The upcoming SpaceX mission to the International Space Station will be sending scientific systems to the astronauts staying in this space station. The CRS-21 robotic mission will be the 21st for SpaceX in its commercial contract with NASA. The spacecraft […]
The upcoming SpaceX mission to the International Space Station will be sending scientific systems to the astronauts staying in this space station. The CRS-21 robotic mission will be the 21st for SpaceX in its commercial contract with NASA. The spacecraft will depart from the Kennedy Space Center of NASA, heading for the ISS.
The mission was supposed to happen on Saturday before shifting to Sunday due to lousy weather. The company wrote on its website that the recovery area was invisible due to poor weather prompting the engineers to cancel the mission to the next day when the sky would be clear. The company intends to retrieve the Falcon 9 booster for reuse in other missions.
The advanced Dragon payload booster that will be leaving aboard the Falcon 9 rocket has an equivalent weight of 2900 kilograms in cargo, which are NASA’s supplies and equipment for scientific experiments. The research package will include payloads for medical experimentation and other scientific programs.
This mission will be the first in which the advanced Dragon spacecraft has modifications allowing it to host payloads instead of people. In comparison to the Crew Dragon spacecraft, this spacecraft does not have seats and a cockpit full of controls since it will be hosting cargo and not humans. The spacecraft engineers outlined that the spacecraft can contain powered payloads allowing the scientists to carry various species they hope to conduct experiments on.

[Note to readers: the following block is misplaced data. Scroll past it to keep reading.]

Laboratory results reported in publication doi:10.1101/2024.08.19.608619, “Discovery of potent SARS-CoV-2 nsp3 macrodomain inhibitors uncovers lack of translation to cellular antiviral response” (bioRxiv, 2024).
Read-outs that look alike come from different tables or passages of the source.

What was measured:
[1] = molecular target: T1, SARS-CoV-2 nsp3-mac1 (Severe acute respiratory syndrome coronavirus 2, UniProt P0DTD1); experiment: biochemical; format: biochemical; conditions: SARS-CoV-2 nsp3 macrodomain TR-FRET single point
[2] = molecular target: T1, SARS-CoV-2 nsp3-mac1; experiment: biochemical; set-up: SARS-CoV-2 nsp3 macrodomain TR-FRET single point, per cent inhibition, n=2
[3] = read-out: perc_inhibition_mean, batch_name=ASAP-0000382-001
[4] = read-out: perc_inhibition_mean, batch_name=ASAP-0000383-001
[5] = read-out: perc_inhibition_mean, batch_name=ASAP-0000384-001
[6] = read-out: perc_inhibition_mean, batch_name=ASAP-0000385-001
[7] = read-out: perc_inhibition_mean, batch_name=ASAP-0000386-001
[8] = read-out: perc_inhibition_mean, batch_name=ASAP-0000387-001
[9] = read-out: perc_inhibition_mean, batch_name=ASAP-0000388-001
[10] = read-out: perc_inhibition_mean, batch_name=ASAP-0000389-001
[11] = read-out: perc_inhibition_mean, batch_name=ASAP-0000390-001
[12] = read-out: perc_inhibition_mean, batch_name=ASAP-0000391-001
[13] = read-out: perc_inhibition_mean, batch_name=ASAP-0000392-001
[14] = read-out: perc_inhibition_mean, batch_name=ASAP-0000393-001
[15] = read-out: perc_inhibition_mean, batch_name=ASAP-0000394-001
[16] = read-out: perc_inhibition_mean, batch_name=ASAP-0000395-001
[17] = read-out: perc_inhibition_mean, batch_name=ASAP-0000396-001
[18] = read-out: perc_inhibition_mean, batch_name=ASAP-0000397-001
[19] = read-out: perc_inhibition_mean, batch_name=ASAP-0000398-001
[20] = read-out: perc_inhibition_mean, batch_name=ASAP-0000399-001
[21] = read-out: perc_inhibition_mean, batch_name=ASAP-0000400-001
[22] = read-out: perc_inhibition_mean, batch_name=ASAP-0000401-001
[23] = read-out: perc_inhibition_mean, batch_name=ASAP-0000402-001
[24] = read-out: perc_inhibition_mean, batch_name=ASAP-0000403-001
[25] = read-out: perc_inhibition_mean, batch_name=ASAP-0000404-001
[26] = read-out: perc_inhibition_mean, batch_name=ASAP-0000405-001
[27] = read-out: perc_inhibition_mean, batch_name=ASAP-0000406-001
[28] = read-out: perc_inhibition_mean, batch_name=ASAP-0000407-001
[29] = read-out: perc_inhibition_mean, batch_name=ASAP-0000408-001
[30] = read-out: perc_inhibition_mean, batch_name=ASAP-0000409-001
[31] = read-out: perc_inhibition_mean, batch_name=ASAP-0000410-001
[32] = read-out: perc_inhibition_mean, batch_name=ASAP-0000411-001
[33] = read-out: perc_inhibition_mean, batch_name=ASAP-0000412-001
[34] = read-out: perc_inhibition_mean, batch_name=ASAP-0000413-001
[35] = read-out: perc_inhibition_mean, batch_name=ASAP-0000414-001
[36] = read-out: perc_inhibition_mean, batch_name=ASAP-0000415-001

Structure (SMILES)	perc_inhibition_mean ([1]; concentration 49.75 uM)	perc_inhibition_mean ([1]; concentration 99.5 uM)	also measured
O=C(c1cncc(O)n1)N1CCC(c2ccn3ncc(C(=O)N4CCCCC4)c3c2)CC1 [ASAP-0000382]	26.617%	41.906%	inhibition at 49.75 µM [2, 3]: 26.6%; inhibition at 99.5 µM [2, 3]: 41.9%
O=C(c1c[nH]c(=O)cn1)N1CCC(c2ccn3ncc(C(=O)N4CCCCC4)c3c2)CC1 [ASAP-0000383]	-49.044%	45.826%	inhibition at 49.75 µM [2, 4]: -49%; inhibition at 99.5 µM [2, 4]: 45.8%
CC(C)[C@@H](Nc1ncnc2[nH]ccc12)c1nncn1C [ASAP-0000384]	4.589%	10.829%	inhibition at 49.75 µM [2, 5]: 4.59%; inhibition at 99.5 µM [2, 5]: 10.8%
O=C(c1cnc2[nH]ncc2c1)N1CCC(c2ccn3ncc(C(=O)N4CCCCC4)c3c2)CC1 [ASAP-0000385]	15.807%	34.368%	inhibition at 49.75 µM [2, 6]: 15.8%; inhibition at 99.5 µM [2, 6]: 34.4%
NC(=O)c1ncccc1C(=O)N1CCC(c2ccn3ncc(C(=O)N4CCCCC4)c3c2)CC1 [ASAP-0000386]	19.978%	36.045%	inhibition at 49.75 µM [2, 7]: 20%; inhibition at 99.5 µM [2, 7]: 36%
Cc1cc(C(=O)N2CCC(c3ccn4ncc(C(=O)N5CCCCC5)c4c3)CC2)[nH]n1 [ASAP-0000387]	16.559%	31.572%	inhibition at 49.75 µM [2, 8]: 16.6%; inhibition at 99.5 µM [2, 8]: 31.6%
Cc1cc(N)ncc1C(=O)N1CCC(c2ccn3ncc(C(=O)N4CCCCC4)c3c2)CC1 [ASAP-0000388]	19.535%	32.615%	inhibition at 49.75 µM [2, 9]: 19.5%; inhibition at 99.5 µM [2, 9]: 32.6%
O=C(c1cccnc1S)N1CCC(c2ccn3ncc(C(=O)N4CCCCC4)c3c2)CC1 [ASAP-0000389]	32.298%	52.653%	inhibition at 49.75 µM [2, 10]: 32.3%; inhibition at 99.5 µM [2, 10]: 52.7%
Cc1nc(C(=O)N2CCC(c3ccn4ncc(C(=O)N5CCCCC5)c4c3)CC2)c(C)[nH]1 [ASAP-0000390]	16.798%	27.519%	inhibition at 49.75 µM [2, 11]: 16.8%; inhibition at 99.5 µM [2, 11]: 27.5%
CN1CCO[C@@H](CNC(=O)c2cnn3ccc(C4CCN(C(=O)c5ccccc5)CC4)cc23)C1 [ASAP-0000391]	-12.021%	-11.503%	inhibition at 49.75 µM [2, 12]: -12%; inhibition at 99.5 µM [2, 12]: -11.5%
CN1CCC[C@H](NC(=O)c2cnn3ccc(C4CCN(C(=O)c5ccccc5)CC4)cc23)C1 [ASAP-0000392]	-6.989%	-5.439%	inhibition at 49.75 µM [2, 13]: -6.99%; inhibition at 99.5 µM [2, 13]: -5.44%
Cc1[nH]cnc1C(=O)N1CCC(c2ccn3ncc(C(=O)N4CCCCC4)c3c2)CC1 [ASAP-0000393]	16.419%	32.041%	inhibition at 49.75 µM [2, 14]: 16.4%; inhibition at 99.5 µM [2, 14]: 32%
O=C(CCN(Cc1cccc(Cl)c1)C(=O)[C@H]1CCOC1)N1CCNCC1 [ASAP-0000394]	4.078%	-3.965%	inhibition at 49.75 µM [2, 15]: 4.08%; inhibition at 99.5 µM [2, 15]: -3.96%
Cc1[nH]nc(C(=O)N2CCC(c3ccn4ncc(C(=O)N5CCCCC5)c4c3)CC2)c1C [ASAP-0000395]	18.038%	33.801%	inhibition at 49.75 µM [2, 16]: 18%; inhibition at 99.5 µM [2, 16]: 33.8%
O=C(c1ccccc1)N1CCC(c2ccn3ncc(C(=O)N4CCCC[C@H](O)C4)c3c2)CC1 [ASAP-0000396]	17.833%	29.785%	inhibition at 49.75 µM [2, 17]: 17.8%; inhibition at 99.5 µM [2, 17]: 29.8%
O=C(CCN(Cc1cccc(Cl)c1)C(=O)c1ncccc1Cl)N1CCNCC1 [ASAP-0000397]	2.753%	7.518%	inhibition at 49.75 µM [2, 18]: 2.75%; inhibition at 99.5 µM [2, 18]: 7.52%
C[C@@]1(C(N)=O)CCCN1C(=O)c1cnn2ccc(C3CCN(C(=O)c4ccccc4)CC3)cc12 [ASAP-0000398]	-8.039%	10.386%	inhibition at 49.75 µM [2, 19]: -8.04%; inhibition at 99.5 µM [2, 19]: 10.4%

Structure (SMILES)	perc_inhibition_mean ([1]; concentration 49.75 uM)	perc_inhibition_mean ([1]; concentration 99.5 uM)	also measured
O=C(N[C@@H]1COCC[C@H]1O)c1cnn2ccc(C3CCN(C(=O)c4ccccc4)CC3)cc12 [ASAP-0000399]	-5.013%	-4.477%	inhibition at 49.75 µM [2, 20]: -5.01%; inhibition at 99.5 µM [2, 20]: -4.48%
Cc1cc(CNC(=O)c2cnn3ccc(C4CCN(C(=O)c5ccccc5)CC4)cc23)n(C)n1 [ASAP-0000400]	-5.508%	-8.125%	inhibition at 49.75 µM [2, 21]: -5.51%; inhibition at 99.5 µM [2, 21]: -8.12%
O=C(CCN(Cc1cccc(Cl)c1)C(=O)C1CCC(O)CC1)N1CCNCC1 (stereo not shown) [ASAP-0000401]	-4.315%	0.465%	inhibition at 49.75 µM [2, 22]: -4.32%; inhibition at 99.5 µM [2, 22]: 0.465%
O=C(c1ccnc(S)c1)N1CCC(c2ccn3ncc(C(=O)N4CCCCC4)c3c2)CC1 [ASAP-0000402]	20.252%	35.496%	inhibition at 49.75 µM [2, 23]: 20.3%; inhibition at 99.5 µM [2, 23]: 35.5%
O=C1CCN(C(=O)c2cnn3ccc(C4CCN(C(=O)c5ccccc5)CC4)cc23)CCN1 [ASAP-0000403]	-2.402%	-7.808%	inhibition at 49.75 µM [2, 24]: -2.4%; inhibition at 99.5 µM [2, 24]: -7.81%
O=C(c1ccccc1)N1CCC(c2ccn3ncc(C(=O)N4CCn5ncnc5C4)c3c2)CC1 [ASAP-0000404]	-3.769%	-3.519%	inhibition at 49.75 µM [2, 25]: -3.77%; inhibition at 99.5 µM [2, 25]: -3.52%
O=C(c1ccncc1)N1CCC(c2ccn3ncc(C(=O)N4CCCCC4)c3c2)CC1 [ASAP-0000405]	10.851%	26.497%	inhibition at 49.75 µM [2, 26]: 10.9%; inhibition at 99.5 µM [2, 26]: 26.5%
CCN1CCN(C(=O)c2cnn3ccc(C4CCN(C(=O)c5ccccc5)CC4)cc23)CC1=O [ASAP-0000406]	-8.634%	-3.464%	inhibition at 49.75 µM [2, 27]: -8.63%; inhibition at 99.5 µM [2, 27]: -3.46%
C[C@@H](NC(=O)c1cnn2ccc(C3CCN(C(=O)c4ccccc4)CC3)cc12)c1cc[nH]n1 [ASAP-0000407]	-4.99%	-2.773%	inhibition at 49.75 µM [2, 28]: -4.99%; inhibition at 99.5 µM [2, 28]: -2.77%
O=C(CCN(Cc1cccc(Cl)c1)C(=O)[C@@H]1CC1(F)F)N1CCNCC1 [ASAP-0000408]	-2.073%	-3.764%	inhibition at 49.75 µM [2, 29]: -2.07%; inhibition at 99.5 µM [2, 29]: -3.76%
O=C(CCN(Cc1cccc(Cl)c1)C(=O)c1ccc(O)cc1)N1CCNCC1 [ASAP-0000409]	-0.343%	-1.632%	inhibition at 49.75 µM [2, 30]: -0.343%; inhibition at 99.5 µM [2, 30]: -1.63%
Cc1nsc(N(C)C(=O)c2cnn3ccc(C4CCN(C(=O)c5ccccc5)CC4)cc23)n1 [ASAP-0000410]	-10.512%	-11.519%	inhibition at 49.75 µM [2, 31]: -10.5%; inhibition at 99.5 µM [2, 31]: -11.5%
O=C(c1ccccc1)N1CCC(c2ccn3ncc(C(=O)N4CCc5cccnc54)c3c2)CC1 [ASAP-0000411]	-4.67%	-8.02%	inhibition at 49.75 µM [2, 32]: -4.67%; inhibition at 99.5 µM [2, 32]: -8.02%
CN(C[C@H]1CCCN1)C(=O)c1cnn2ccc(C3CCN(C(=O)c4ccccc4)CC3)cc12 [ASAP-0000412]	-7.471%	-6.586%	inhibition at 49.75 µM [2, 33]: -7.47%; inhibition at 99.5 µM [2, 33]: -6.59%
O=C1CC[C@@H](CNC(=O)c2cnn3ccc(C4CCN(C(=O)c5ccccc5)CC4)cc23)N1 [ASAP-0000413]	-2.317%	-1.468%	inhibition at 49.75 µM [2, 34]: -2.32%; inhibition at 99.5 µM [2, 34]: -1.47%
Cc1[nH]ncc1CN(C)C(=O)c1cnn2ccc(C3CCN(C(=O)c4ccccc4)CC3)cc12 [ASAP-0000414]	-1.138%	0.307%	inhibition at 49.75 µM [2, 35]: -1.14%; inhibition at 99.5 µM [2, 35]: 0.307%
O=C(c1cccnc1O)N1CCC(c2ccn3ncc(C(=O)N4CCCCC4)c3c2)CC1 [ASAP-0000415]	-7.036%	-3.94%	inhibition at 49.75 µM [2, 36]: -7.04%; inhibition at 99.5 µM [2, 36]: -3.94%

The payloads on Dragon will consist of tissue chips. This unit allows scientists to plant human cells and tissues, analyze bones’ aging, and depreciate muscles. A perfect instance is an experiment by the University of Florida, where they will be analyzing muscle atrophy in this new environment.
The other cargo package will be hosting brain organoids that the scientists will be using to understand brain cells’ performance in microgravity. This technology could help scientists analyze applicable techniques in the treatment of autism and Alzheimer’s disease.
Additionally, a payload will be essential in analyzing white blood cells’ behavior in space under the HemoCue investigation. This technology will allow scientists to conduct white blood cell counts aboard the International Space Station.
The other payload will be testing the response of Candida albicans to the space environment. This pathogen can lead to death, especially among individuals who have a vulnerable immunity response. In conclusion, SpaceX is hopeful that the success of this mission can prove their potential in conducting space operations. In over 60 incidents, the company has retrieved its first-stage booster and will be hoping to increase this number.